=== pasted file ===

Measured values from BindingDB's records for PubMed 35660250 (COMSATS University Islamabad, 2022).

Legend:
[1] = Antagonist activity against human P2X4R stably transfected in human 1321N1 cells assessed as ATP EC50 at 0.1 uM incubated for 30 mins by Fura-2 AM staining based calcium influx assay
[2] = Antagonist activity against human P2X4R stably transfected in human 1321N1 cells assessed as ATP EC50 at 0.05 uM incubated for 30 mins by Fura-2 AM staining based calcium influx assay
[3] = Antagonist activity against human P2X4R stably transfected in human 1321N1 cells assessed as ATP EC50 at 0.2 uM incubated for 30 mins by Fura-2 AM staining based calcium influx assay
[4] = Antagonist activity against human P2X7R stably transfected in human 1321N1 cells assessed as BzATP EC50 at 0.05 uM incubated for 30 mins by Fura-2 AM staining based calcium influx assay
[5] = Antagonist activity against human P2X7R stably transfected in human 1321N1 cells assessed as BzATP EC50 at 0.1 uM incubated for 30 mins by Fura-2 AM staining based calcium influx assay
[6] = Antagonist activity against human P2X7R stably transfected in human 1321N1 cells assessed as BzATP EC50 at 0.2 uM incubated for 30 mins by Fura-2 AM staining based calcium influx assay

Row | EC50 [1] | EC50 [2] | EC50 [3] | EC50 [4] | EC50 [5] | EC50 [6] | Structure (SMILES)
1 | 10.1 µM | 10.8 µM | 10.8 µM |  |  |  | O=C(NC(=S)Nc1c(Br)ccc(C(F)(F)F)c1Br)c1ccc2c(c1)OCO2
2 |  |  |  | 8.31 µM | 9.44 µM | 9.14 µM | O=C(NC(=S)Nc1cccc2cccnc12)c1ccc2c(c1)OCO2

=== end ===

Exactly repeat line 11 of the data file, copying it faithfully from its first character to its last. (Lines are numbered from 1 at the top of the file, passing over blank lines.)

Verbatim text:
2 |  |  |  | 8.31 µM | 9.44 µM | 9.14 µM | O=C(NC(=S)Nc1cccc2cccnc12)c1ccc2c(c1)OCO2